Fitness versus Sport

When CrossFit.com first came online in the early 2000s, it was about top level fitness…constantly varied, functional movements, performed at relatively high intensity.  You would do the workout of the day  (WOD).  The WOD is one workout.  It could be a heavy barbell lift like a back squat, or it could be a couplet or triplet of movements, like a combination pull-ups, push presses, and running done for time.  Workouts are shorter and more intense than an easy jog on a treadmill.  Every fourth day is a rest day to allow the body to recover in order to get stronger, faster, and fitter.  The CrossFit diet consists of meat and veggies, nuts and seeds, some fruit, little starch, and no sugar.  This is CrossFit for fitness.

The overwhelming majority of people doing CrossFit do so for improved fitness.  These people want to live healthy and productive lives, feel good, look good, and be prepared for whatever life may throw at them.

In the past few years we have seen the birth and slow maturation of CrossFit the sport.  CrossFit the sport is for serious athletes that do CrossFit on a competitive level outside of just their local box.  They may train multiples times throughout the day.  They may periodize their training to prepare for the competition season.  They will target their weaknesses, learn and perfect high skilled gymnastic and weightlifting movements, and train with a wide array of equipment (atlas stones, yokes, tires) and modalities (swimming, biking, etc.)  They probably perform not just at high intensity, but at max intensity during a competition workout.  In a competition like The CrossFit Games, that includes more than 10 workouts in three days, competitors are not really improving their fitness level during such a grueling event but are instead testing their fitness at the very highest level.  This is CrossFit the sport.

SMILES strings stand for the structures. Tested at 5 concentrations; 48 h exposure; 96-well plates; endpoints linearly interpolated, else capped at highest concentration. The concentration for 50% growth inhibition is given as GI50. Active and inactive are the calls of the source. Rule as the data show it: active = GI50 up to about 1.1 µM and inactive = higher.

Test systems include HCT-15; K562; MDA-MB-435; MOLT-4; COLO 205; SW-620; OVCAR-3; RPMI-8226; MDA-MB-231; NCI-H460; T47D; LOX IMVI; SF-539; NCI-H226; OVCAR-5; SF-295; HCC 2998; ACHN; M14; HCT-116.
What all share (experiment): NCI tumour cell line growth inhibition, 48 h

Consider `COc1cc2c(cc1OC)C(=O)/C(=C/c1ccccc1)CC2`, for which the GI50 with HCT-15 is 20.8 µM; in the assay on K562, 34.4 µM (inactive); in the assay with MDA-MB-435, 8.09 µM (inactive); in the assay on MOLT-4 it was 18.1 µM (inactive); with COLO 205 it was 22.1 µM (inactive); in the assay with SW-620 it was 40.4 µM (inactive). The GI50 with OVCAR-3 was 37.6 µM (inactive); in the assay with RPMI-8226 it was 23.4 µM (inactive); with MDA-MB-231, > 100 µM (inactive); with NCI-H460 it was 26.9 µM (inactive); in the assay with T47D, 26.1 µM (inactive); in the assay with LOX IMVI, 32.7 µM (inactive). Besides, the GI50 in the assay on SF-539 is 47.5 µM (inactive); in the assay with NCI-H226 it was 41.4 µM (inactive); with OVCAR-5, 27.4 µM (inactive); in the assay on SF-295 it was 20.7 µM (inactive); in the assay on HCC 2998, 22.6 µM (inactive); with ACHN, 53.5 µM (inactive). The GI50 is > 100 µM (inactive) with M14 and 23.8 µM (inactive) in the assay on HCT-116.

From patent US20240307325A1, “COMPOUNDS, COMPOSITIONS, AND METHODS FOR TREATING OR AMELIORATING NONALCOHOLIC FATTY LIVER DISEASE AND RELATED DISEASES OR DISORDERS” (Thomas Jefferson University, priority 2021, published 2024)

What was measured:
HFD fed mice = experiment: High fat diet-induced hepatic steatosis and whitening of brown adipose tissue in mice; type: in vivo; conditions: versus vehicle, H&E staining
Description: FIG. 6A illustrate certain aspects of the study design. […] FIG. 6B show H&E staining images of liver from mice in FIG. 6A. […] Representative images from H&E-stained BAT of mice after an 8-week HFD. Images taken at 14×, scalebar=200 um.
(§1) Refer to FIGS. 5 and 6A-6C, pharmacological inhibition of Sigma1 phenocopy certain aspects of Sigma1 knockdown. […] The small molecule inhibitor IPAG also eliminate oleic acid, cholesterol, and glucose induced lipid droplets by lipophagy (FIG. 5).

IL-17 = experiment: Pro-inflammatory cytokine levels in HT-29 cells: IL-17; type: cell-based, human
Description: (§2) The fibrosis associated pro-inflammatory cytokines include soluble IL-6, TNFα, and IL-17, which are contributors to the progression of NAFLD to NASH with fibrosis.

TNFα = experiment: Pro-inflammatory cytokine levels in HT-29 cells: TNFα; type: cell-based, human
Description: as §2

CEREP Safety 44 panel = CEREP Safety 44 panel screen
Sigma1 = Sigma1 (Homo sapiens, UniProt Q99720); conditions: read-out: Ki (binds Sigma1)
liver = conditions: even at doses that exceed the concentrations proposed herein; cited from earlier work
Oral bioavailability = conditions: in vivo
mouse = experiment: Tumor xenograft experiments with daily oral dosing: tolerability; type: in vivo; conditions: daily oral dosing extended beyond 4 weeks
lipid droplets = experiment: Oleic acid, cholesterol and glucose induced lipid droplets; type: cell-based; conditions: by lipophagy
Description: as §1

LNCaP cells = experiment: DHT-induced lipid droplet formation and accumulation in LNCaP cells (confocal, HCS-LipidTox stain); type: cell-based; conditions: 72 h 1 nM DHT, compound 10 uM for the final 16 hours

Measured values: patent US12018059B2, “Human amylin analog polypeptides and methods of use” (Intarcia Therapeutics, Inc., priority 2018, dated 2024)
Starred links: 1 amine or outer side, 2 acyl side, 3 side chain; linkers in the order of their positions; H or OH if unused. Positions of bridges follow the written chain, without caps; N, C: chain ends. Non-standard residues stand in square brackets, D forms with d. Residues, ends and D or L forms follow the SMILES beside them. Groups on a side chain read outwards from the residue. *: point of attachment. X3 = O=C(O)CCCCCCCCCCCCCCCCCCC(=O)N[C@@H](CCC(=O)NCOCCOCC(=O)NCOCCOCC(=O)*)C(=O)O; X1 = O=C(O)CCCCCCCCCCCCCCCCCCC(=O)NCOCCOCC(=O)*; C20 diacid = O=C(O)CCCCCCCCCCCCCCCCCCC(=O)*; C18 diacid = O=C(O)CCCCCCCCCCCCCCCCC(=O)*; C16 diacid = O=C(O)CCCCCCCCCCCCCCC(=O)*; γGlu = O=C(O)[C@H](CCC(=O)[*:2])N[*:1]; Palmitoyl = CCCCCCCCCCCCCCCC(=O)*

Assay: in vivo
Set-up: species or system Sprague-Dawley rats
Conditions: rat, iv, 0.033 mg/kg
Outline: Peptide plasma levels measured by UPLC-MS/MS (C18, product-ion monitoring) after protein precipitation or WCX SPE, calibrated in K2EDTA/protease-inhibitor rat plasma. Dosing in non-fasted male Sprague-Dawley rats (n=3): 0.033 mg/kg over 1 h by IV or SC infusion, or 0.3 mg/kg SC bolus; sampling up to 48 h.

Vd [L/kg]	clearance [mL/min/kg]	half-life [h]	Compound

For the record, I love CrossFit the sport.  I salute top CrossFit athletes.  My hat is off to them.  They are the best at what they do and they surely work their ass off to get there.  And it’s a blast to see it first hand.  Unfortunately, it’s very easy to conflate CrossFit the sport with CrossFit for fitness.  People see photos or videos of someone like Rich Froning and think that’s what CrossFit is all about.

But this is CrossFit the sport and only a small percentage of CrossFitters fit into this category.  CrossFit for fitness is when people come to CrossFit Merge and get healthier and fitter than they were last week, last month, or last year.  It’s setting personal records on a deadlift, despite never having lifted a barbell prior to coming in.

CrossFit for fitness is overcoming fears and seeing the remarkable things the body is capable of.

So next time you see the CrossFit Games on television, or you come across a ridiculous photo from some local CrossFit competition, remember the difference between the CrossFit for fitness and CrossFit the sport.

And remember, CrossFit the sport, even for the very elite, can also be pretty damn stupid and unsafe.  As a coach, I can confidently say that there is nothing CrossFit (sport or otherwise) about this.    

Wednesday

All Classes

Skill: deadlift

3-3-3-3-3

Workout of the Day:

4 rounds for max reps of:
30 sec max hang power cleans (50/30# dumbbells)
30 sec rest
30 sec max strict pull-ups (bands are okay but still must be strict)
30 sec rest
30 sec max burpees
30 sec rest

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2 responses to “Fitness versus Sport

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